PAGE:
How many Oxford students does it take to change a lightbulb? Yesterday, eleven
of us, several cups of tea and a very helpful scout. There have been some fun moments like that. And whilst there are swathes of people who really
like drinking to wade through, (as littlered2
discovered when she wandered over to my room on the first night here), there are also awesome and slightly odd ones lurking around.
A few nights ago, I settled down in my friend Merry's extremely large room to mock cheesy romantic comedies, (this has become a regular event with many of the lurking and odd people. It is interesting to note how many Oxford students, and in particular how many male
Oxford students will deride cheesy romantic comedies but keep turning up to watch them. :) ). I was going through my naming bout at the time, as I usually do in a new place, to the irritation of everyone around me. Tilda, who is Jewish and likes religious humour, was egging me on.
RO: *pointing* Towel rack! Terrence! Washing up liquid! Willamina! Lightbulb! Lobelia!
TILDA: What about the plant in the corner?
MERRY: Don't encourage her.
MERRY'S FRIDGE: *makes loud gurgling german sounding noises*
TILDA: Your fridge is a Nazi!
And so Fritz the Nazi fridge was born. And as my new friend Gollum says whenever one of us does something particularly stupid, (like naming a fridge 'Fritz the Nazi'): we're supposed to be some of the cleverest people in the country. *headdesks*
As you can probably tell from Gollum's catchphrase, the passive air of slightly self-congratulatory elitism here is catching. I can feel myself becoming even more snobby than I already was. It's worrying, but disturbingly difficult to resist, especially when all the freshers you know at other universities are moaning about the essay they have to hand in in three weeks time when you've handed your first one in already, and are going to have to do roughly two essays a week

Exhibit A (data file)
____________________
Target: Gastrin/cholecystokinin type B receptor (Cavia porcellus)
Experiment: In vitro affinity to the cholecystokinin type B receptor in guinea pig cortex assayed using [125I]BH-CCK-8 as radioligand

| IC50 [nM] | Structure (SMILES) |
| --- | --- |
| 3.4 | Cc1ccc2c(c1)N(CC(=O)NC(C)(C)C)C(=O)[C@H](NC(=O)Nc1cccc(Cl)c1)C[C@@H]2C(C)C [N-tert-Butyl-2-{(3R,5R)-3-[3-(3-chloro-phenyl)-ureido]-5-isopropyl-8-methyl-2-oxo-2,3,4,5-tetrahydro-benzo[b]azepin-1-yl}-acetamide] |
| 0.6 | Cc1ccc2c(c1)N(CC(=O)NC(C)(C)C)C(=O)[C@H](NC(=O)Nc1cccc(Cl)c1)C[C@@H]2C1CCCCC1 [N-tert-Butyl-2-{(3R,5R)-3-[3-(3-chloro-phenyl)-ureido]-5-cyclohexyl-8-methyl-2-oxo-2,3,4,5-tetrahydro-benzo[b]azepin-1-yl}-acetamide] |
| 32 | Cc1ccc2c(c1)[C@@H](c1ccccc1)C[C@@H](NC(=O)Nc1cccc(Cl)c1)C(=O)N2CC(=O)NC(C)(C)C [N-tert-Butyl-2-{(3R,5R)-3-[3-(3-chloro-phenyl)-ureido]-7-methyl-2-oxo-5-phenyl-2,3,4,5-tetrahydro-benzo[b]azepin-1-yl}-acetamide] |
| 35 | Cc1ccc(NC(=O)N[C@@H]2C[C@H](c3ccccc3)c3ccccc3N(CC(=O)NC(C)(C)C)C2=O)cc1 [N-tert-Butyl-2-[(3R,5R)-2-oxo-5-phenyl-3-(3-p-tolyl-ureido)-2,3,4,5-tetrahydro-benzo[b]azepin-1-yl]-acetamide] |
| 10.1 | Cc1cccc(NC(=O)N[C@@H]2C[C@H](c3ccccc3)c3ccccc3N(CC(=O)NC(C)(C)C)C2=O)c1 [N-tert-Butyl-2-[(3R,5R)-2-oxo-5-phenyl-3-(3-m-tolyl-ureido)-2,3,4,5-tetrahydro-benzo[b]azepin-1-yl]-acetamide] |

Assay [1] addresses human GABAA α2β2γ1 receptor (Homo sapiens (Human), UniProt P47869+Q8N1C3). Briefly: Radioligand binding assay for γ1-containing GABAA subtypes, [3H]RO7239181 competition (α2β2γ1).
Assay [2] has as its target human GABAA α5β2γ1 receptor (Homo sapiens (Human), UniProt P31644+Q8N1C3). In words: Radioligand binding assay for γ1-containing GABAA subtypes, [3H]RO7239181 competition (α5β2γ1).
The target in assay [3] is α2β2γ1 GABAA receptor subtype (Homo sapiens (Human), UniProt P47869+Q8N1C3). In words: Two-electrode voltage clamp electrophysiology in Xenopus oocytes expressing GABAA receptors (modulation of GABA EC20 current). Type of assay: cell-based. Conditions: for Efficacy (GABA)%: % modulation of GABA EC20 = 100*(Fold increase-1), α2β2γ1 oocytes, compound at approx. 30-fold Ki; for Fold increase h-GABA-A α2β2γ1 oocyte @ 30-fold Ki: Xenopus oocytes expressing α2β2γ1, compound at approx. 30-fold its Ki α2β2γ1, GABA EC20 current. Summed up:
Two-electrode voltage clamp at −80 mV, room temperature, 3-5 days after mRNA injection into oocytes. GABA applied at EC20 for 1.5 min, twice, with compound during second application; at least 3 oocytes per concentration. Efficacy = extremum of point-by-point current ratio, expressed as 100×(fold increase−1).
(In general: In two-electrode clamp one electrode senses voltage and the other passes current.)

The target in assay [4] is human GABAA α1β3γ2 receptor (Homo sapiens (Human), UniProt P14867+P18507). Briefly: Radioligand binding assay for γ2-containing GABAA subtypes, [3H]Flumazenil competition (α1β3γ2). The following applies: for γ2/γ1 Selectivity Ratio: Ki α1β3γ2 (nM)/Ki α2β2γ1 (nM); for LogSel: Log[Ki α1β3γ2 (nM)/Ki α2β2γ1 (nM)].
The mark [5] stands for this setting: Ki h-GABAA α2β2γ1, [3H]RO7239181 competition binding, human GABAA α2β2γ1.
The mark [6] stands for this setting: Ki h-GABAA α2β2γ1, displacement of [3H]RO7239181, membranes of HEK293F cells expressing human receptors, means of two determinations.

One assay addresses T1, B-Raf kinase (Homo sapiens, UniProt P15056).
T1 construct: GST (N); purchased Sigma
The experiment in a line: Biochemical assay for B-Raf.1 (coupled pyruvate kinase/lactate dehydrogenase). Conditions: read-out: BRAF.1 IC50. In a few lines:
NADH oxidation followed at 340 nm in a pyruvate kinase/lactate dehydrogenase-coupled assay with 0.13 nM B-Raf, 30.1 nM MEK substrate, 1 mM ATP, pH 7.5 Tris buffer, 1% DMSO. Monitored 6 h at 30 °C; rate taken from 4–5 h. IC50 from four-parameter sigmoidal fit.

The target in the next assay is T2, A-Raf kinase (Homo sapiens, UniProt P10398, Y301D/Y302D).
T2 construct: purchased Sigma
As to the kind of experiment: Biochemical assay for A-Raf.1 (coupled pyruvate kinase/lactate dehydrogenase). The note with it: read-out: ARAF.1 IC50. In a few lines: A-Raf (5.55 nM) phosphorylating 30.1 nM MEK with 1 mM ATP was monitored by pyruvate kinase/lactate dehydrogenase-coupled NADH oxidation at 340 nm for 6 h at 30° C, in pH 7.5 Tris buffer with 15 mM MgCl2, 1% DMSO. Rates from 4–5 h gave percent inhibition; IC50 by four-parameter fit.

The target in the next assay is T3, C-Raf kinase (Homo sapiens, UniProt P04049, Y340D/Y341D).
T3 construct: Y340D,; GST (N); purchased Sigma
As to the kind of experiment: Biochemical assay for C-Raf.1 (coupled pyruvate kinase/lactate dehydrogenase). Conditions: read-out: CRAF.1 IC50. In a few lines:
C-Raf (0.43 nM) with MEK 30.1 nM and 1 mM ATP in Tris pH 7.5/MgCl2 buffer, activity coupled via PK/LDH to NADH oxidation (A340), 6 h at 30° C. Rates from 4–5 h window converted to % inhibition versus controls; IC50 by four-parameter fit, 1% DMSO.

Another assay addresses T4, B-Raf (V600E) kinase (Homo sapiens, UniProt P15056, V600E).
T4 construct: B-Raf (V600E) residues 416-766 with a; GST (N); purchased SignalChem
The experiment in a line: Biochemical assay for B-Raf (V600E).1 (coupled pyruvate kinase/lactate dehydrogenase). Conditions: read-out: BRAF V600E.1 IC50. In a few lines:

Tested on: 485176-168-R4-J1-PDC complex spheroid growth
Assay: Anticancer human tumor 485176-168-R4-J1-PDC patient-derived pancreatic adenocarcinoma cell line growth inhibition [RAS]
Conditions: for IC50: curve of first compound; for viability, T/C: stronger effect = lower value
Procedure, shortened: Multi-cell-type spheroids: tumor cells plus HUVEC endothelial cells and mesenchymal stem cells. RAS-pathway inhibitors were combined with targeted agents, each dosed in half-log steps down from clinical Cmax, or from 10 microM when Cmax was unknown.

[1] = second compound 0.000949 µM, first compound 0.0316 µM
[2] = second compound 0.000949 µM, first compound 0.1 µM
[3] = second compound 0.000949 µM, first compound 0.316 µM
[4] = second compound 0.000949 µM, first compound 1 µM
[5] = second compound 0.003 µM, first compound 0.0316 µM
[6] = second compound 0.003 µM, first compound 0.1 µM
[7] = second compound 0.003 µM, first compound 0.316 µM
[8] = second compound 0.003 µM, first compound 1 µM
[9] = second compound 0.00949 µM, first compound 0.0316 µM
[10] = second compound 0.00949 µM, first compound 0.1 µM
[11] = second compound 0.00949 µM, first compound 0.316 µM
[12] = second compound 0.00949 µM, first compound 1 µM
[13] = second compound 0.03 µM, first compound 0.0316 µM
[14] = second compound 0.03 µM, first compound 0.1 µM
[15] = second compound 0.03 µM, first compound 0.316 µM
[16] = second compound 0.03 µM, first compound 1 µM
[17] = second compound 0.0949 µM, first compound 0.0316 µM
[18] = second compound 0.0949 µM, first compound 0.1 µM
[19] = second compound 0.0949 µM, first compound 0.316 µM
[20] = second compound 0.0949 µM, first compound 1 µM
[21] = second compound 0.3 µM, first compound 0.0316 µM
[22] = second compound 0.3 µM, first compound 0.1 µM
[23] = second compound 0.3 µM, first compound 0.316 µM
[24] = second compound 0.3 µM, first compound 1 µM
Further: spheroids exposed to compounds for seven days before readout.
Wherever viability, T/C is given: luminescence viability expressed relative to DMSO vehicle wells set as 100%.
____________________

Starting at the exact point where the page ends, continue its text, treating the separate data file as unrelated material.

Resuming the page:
as of this thursday. It doesn't sound too bad, but each essay means a truckload of reading, followed by days of wracking your brains, trying to come up with an independant but penetrating and poignant analysis, followed by a tutorial in which your points are at best kindly acknowledged but proven pathetically wrong, or at worst completely crushed. Alliteration is one of the side-effects. Hysterical laughter is another. I'm sure that tutorials become less one-sided and improve as you do, but I have a feeling improvement will take a while.
To urge ourselves on, my tutorial partner Paddington and I have instituted the treat system. It works like this:
RO: We've survived our first tutorial! I think we deserve a treat!
PADDINGTON: To the ice cream shop!
...Some time later...
PADDINGTON: We got up in time for our first lecture! Treat time!
RO: I know we're just conditioning ourselves, but it feels too right to stop! To the tuck shop!
...some time later...
RO: We've climbed up three whole flights of stairs!
RO: *sadly* I suppose we should do more than that to deserve a treat.
PADDINGTON: Well. I did hold the door open for someone this morning, and it would be rude of me to have a treat without sharing it. *produces giant chocolate slab*
RO: ...I love you. Never leave me.
PADDINGTON: *pats Ro kindly*
And of course, there is the ultimate in positive behavioural conditioning: The I've-finally-finished-my-essay dance. It works like this. Sometime between the hours of 8pm and 3am, the day before your essay is due...
RO: *pokes head out of the library door into the quad*
RO: *checks that nobody is around*
RO: *fully emerges from the library into the quad and composes herself, brushing lint off one shoulder, checking one last time that the quad is deserted*
RO: *pirouettes, leaps and pliés her way across the quad, la-la-la-ing in true Sleeping Beauty style
PADDINGTON: *leaps out from the other side of the quad and pirouettes across to meet Ro in the middle*
FRIENDLY PORTER: *coughs and nods pointedly at the 'stay off the grass' sign*
RO & PADDINGTON: *shuffle off the grass and in the direction of the nearest source of sugar*
I do love it here so far, despite the ridiculous workload and hordes of people with livers of steel. Paddington & co. make it all a lot easier, but I can see how freshers who don't meet lovely like-minded people soon after arriving could find it difficult to be here.
In all the turbulence of freshers week, the thing that has made the biggest impression and given me the most to think about is not something particularly poignant or meaningful. It illustrates the strange melding of eccentricity and practicality here. It is simply that one of my tutors has a bathtub and a towel in the washroom outside his office. Hmm.